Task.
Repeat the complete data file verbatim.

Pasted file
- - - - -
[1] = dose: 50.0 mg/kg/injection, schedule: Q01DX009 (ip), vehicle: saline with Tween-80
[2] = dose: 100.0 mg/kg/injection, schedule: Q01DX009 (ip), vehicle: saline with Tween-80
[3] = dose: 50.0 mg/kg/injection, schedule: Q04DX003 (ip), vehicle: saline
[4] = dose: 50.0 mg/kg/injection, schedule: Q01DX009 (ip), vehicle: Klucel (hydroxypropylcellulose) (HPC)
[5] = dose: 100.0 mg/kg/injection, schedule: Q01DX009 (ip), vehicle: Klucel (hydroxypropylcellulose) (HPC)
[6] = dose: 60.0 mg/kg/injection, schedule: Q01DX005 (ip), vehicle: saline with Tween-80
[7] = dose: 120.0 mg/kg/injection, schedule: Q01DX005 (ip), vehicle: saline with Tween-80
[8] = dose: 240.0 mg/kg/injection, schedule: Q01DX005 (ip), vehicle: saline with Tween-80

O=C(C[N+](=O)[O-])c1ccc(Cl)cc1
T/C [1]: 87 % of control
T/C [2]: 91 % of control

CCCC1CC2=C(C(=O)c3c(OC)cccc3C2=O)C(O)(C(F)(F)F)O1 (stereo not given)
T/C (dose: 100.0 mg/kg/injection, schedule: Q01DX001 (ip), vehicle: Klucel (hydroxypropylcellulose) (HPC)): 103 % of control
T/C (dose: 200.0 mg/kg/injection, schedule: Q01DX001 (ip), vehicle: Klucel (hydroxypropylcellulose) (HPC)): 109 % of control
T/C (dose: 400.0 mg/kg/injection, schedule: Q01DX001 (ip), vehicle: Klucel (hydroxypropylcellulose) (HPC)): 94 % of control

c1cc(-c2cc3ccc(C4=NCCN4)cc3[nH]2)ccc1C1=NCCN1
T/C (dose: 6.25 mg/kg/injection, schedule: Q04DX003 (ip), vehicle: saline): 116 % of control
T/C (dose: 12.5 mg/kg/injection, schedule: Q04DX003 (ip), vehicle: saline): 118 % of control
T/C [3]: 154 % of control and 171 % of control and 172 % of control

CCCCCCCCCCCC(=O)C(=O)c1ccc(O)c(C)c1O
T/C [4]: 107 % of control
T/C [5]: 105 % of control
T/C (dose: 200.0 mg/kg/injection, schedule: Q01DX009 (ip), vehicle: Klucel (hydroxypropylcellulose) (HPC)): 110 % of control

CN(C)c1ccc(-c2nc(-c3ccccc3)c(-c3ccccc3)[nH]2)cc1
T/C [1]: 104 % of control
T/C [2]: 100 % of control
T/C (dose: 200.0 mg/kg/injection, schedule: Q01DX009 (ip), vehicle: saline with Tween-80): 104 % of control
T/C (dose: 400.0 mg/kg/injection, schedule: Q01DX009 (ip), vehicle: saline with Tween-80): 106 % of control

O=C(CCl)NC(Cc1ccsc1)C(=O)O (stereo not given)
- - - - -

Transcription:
[1] = dose: 50.0 mg/kg/injection, schedule: Q01DX009 (ip), vehicle: saline with Tween-80
[2] = dose: 100.0 mg/kg/injection, schedule: Q01DX009 (ip), vehicle: saline with Tween-80
[3] = dose: 50.0 mg/kg/injection, schedule: Q04DX003 (ip), vehicle: saline
[4] = dose: 50.0 mg/kg/injection, schedule: Q01DX009 (ip), vehicle: Klucel (hydroxypropylcellulose) (HPC)
[5] = dose: 100.0 mg/kg/injection, schedule: Q01DX009 (ip), vehicle: Klucel (hydroxypropylcellulose) (HPC)
[6] = dose: 60.0 mg/kg/injection, schedule: Q01DX005 (ip), vehicle: saline with Tween-80
[7] = dose: 120.0 mg/kg/injection, schedule: Q01DX005 (ip), vehicle: saline with Tween-80
[8] = dose: 240.0 mg/kg/injection, schedule: Q01DX005 (ip), vehicle: saline with Tween-80

O=C(C[N+](=O)[O-])c1ccc(Cl)cc1
T/C [1]: 87 % of control
T/C [2]: 91 % of control

CCCC1CC2=C(C(=O)c3c(OC)cccc3C2=O)C(O)(C(F)(F)F)O1 (stereo not given)
T/C (dose: 100.0 mg/kg/injection, schedule: Q01DX001 (ip), vehicle: Klucel (hydroxypropylcellulose) (HPC)): 103 % of control
T/C (dose: 200.0 mg/kg/injection, schedule: Q01DX001 (ip), vehicle: Klucel (hydroxypropylcellulose) (HPC)): 109 % of control
T/C (dose: 400.0 mg/kg/injection, schedule: Q01DX001 (ip), vehicle: Klucel (hydroxypropylcellulose) (HPC)): 94 % of control

c1cc(-c2cc3ccc(C4=NCCN4)cc3[nH]2)ccc1C1=NCCN1
T/C (dose: 6.25 mg/kg/injection, schedule: Q04DX003 (ip), vehicle: saline): 116 % of control
T/C (dose: 12.5 mg/kg/injection, schedule: Q04DX003 (ip), vehicle: saline): 118 % of control
T/C [3]: 154 % of control and 171 % of control and 172 % of control

CCCCCCCCCCCC(=O)C(=O)c1ccc(O)c(C)c1O
T/C [4]: 107 % of control
T/C [5]: 105 % of control
T/C (dose: 200.0 mg/kg/injection, schedule: Q01DX009 (ip), vehicle: Klucel (hydroxypropylcellulose) (HPC)): 110 % of control

CN(C)c1ccc(-c2nc(-c3ccccc3)c(-c3ccccc3)[nH]2)cc1
T/C [1]: 104 % of control
T/C [2]: 100 % of control
T/C (dose: 200.0 mg/kg/injection, schedule: Q01DX009 (ip), vehicle: saline with Tween-80): 104 % of control
T/C (dose: 400.0 mg/kg/injection, schedule: Q01DX009 (ip), vehicle: saline with Tween-80): 106 % of control

O=C(CCl)NC(Cc1ccsc1)C(=O)O (stereo not given)